Album Reviews: September 12, 2017

LCD Soundsystem – American Dream (New York City)

After breaking up for years, most people were just happy enough that LCD Soundsystem were getting back together. Following mastermind James Murphy's insistence that the band wasn't returning without purpose however, their fourth record and first since the reunion finds the band evolved and doing a bit of everything they do for what may be their finest record yet. On "Other Voices" the band takes their usual rhythmic chugs and gets intensely dark, throwing catchy melodies and line after quotable line. In the sounds of Talking Head's Remain in Light, "Change Yr Mind" takes a long and distorted roar as James Murphy truly transcends his influences, making a song that pushes the boundaries of raw abstract rock. Following the band's tradition of extended bangers with an explosive drop, "How Do You Sleep?" goes from a U2-esque drum piece filled with tension and strings to a booming dance epic as synths and drum machines scream into the song's second half. Other tracks like "I Used To," "Tonite" both give their unique evolutions on Murphy's usual extended electrnoica while "Emotional Haircut" harnesses all the band's rock tracks into one furious and fiery guitar shredder. "Call The Police" however feels like the soaring indie rock piece no one would ever expect from Murphy, as the basses run up and down and drums hiss towards a finale that's as pop as it is punk.

TAXI – Intimacy Issues (Ottawa)

Clearly taking notes from a handful of singer songwriters, TAXI mashes as much from the likes of Sara Bareilles as it does from rock bands like The Arkells. "Couch" chugs through bright piano and delicious pop hooks, as its guitars dance up and down in a pop track that's too born from tender emotion to be candy pop. Getting into darker tones that recall Fiona Apple, "Flaky Girl" is a menacing look at depression and the ways we hide it, using brash tones to colour this even more. "Intimacy Issues" takes a much more ambient and electronic approach as it falls in and out of romantic views of love to understand why we can't always accept love. Tackling more deep issues on a bright synth pop track "Sad" looks at how we can't accept our own emotions on a track that feels as triumphant as it is beaten down.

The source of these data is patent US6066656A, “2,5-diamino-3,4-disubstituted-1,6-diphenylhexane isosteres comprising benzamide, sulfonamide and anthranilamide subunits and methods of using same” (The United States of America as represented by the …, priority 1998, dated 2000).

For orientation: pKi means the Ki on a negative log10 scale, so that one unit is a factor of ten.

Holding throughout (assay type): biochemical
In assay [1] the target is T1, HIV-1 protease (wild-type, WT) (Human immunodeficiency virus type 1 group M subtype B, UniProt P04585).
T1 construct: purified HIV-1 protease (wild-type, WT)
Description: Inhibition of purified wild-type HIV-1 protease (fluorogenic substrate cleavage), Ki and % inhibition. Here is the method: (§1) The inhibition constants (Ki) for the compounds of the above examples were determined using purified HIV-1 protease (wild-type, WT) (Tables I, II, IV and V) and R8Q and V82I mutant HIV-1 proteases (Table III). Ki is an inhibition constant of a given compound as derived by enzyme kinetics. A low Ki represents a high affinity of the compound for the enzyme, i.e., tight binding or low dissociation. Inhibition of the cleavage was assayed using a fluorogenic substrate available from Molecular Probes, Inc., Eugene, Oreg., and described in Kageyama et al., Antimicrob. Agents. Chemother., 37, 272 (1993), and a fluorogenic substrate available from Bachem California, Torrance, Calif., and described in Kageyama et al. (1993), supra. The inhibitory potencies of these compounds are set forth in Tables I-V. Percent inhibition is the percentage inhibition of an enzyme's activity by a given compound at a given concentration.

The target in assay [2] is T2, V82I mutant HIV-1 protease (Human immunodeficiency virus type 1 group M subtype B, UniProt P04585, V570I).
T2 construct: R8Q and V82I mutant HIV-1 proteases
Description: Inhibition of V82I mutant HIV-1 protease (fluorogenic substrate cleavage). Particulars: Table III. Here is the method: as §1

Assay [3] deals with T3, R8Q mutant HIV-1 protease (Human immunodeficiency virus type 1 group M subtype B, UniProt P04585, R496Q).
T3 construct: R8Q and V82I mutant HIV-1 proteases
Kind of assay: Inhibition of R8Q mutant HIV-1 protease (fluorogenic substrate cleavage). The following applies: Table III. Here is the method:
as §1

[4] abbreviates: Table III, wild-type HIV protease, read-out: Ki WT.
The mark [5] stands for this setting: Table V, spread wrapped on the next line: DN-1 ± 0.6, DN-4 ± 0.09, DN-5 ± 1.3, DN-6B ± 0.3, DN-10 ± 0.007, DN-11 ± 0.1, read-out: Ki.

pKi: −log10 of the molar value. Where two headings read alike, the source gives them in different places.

OMD  – The Punishment Of Luxury (UK)

One of the few bands around right now with 40 years behind them, Orchestral Manoeuvres In The Dark don't stray away from what made them so fun in the first place. In this 13th release for the band they blend the latest electronic sounds with all the essence of the 80s to make a record that appeals to fans new and old. Opening on "The Punishment of Luxury," the album opens with bright and deep synth sounds, bringing in multiple decades worth of electronica. They widen up on "Isotype" bringing huge and emotive movements out of their keyboards, using only their best signatures from their past work to make this one knockout piece. "What Have We Done" offers a mixed bag with heavenly tones and satisfying percussive notes but does fall a little short with some cheesy lyrics and a slightly overdone delivery. "La Mitrailleuse" however is their real art piece of the record, delivering dark chants and ominous visions of the future, and its war-driven gun fire percussion goes from a backing track to a full-blown fight in its bridge.

The Bloom – Gas Bar (Ottawa)

Merging tones of surf and country rock into a grimy alt bliss, The Bloom make something truly unique and worth hearing. "Midnight Oil" starts the record like a theme song, as its glistening guitars ring out across a battering of excited drums. With more twang, "Black Hole Blues" brings a much darker and gloomy sound to the band as they find themselves reflecting on hard times. Taking a swinging sense of melody akin to some Mac Demarco hooks, "Hubbub" blends cool Chords with a rough country tone all over its guitars. "Diner" goes to more alt-country pop in a familiar but emotive hook as we hear the story of summer time love and how it doesn't always turn out too well.

Mogwai – Every Country's Sun (Scotland)

Merging the worlds of orchestral score music into their dynamic rock energy, the Scottish rockers of Mogwai really sum up their career on this latest release. At times a little dull or too ambient, the overall piece comes together for a record that only works as a whole piece. "Coolverine" starts the record with bright, sunny wavering tones, slowly building its sound through drums and harmonies, albeit for far too long. Switching to some dynamic pop on "Party In The Dark" they merge these lush tones into a loud rock song full of keys and huge cymbals, for a track that makes the best of both sounds. "Aka 47" makes a dark strut out as it recalls Stranger Things in its synths, for much more short but sweet track with sci-fi hints. Booming and crashing on "Battered At a Scramble" the band harness the dynamic energy of their score work and make a raw rock track that has layers and a lot deeper work going on than you would expect.